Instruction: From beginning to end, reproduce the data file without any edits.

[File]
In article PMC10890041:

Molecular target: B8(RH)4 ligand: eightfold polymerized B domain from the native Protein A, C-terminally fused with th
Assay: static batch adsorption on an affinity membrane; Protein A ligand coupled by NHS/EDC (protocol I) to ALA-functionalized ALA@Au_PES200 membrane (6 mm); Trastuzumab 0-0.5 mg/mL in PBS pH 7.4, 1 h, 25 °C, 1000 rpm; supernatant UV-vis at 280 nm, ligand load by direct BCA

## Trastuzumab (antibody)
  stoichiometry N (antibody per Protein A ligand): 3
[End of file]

In article PMC10890041:

Molecular target: B8(RH)4 ligand: eightfold polymerized B domain from the native Protein A, C-terminally fused with th
Assay: static batch adsorption on an affinity membrane; Protein A ligand coupled by NHS/EDC (protocol I) to ALA-functionalized ALA@Au_PES200 membrane (6 mm); Trastuzumab 0-0.5 mg/mL in PBS pH 7.4, 1 h, 25 °C, 1000 rpm; supernatant UV-vis at 280 nm, ligand load by direct BCA

## Trastuzumab (antibody)
  stoichiometry N (antibody per Protein A ligand): 3